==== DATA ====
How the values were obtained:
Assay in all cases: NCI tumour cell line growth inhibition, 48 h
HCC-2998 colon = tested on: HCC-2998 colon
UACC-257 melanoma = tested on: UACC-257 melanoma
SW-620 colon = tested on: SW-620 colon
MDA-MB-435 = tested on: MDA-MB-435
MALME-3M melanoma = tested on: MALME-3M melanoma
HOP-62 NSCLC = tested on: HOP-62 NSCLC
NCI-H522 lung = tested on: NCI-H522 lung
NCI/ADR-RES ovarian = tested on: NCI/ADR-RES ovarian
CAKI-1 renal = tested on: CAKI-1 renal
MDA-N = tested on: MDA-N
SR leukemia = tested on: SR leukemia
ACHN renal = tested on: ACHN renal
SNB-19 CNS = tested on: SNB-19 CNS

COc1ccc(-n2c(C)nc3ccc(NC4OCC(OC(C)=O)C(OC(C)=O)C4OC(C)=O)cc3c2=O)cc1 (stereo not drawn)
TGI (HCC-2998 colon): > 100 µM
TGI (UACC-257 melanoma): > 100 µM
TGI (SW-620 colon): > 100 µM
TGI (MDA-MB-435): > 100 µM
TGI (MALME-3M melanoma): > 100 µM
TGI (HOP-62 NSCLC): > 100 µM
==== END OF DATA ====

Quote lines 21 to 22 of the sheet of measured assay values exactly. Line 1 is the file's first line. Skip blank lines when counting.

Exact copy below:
TGI (MALME-3M melanoma): > 100 µM
TGI (HOP-62 NSCLC): > 100 µM